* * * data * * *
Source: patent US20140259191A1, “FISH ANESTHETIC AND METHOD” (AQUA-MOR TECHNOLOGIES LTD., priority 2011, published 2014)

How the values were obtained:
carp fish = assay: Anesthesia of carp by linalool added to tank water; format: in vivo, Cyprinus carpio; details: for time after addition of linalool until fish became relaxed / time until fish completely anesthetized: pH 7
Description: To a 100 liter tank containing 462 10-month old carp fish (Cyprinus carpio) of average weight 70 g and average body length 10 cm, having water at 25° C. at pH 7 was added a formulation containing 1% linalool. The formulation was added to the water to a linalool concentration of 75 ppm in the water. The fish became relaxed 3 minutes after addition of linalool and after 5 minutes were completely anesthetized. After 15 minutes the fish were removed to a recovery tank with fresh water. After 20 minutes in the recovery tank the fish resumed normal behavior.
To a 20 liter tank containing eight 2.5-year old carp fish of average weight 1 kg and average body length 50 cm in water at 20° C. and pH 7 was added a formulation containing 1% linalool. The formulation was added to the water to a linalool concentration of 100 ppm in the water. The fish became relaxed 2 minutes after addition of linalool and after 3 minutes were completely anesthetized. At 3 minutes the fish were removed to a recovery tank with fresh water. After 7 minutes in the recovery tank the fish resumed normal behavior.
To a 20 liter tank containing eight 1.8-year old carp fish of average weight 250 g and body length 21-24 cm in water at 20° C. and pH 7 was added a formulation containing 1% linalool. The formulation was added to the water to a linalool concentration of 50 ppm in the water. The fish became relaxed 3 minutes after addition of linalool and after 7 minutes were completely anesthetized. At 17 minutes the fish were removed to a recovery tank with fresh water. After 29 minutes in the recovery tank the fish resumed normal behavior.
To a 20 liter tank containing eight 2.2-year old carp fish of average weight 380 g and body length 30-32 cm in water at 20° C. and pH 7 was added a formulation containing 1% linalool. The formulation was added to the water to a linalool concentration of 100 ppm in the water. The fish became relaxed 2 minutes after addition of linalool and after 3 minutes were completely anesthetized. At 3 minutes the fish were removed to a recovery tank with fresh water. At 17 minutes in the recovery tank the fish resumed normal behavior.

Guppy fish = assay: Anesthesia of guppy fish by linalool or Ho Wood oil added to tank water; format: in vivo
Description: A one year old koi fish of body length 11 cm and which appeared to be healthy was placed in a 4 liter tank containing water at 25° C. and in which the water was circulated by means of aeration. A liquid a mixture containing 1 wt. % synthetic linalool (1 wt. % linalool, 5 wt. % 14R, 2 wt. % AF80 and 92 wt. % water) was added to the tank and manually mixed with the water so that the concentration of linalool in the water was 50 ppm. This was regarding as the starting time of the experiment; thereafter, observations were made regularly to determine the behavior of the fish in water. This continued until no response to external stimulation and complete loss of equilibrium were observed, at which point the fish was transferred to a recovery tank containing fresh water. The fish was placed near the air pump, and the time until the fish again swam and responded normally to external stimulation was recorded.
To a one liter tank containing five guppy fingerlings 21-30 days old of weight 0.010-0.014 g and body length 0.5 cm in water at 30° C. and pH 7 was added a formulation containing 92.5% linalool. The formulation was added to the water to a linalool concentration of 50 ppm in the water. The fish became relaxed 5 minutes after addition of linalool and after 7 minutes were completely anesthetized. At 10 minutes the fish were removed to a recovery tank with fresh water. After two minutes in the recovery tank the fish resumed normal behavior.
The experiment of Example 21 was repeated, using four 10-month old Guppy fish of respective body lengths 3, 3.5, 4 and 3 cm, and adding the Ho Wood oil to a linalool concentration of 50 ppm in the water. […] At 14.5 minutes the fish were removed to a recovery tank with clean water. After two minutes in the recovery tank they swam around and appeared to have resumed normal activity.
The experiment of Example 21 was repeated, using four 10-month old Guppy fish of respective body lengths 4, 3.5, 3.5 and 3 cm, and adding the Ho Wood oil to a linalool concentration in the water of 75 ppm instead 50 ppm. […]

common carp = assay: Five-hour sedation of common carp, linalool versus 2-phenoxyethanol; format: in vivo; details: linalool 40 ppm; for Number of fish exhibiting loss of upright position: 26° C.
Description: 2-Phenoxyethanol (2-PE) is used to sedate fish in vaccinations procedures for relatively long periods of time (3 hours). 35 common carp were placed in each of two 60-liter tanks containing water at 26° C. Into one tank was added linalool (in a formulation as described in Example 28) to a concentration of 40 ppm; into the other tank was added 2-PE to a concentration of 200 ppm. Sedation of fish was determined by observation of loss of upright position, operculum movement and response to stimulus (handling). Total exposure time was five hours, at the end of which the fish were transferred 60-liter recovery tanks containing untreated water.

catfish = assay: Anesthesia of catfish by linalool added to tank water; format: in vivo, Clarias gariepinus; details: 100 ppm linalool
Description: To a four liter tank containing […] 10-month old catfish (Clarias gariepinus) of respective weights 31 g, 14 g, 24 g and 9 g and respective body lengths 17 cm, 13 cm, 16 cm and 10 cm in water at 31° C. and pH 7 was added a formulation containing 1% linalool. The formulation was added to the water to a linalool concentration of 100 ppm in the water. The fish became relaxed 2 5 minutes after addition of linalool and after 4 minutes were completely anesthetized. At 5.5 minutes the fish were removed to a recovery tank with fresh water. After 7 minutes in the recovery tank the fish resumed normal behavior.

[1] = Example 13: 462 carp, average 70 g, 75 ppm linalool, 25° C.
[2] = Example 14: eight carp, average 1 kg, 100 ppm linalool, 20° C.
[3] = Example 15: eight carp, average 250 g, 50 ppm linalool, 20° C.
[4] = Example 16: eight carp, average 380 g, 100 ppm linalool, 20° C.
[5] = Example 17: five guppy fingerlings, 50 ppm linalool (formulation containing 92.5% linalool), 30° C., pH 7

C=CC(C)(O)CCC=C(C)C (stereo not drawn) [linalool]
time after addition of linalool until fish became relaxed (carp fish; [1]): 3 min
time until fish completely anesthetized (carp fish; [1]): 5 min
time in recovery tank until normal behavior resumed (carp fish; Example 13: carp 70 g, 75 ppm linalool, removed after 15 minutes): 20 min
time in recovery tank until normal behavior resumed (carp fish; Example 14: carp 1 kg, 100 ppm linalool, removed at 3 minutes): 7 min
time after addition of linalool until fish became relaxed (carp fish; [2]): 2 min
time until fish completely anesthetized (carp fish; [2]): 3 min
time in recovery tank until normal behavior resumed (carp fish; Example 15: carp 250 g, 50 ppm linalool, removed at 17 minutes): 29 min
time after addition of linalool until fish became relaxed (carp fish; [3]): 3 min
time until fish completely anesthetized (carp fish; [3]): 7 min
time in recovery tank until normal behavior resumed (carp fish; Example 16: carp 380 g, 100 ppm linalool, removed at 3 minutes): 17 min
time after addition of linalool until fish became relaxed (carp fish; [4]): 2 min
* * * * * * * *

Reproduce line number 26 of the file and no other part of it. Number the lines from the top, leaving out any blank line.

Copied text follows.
time in recovery tank until normal behavior resumed (carp fish; Example 14: carp 1 kg, 100 ppm linalool, removed at 3 minutes): 7 min